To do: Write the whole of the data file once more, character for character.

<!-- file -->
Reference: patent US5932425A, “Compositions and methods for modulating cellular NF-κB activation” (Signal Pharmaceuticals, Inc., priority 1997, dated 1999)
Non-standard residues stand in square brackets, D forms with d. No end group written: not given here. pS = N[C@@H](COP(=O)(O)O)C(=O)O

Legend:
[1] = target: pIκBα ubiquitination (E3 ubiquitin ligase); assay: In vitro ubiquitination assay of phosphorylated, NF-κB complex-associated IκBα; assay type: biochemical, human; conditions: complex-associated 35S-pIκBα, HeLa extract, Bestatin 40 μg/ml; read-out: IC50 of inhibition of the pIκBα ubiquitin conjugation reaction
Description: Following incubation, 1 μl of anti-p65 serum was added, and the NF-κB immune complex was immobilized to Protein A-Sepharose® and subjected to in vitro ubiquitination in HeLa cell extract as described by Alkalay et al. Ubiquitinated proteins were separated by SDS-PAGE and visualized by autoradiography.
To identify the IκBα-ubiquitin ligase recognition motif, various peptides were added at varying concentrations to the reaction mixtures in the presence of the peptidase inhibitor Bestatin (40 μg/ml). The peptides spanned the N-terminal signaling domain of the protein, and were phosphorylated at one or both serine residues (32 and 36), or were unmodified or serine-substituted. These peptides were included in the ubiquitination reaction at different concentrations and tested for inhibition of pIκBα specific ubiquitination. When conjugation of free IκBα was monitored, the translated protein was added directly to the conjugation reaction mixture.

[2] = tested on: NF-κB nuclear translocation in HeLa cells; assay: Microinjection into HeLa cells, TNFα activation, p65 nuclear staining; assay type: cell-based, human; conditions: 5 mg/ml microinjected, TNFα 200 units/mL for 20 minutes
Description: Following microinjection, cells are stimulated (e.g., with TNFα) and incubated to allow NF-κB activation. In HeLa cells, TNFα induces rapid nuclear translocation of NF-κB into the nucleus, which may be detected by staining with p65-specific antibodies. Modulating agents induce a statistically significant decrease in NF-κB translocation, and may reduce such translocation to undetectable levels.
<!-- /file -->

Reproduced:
Reference: patent US5932425A, “Compositions and methods for modulating cellular NF-κB activation” (Signal Pharmaceuticals, Inc., priority 1997, dated 1999)
Non-standard residues stand in square brackets, D forms with d. No end group written: not given here. pS = N[C@@H](COP(=O)(O)O)C(=O)O

Legend:
[1] = target: pIκBα ubiquitination (E3 ubiquitin ligase); assay: In vitro ubiquitination assay of phosphorylated, NF-κB complex-associated IκBα; assay type: biochemical, human; conditions: complex-associated 35S-pIκBα, HeLa extract, Bestatin 40 μg/ml; read-out: IC50 of inhibition of the pIκBα ubiquitin conjugation reaction
Description: Following incubation, 1 μl of anti-p65 serum was added, and the NF-κB immune complex was immobilized to Protein A-Sepharose® and subjected to in vitro ubiquitination in HeLa cell extract as described by Alkalay et al. Ubiquitinated proteins were separated by SDS-PAGE and visualized by autoradiography.
To identify the IκBα-ubiquitin ligase recognition motif, various peptides were added at varying concentrations to the reaction mixtures in the presence of the peptidase inhibitor Bestatin (40 μg/ml). The peptides spanned the N-terminal signaling domain of the protein, and were phosphorylated at one or both serine residues (32 and 36), or were unmodified or serine-substituted. These peptides were included in the ubiquitination reaction at different concentrations and tested for inhibition of pIκBα specific ubiquitination. When conjugation of free IκBα was monitored, the translated protein was added directly to the conjugation reaction mixture.

[2] = tested on: NF-κB nuclear translocation in HeLa cells; assay: Microinjection into HeLa cells, TNFα activation, p65 nuclear staining; assay type: cell-based, human; conditions: 5 mg/ml microinjected, TNFα 200 units/mL for 20 minutes
Description: Following microinjection, cells are stimulated (e.g., with TNFα) and incubated to allow NF-κB activation. In HeLa cells, TNFα induces rapid nuclear translocation of NF-κB into the nucleus, which may be detected by staining with p65-specific antibodies. Modulating agents induce a statistically significant decrease in NF-κB translocation, and may reduce such translocation to undetectable levels.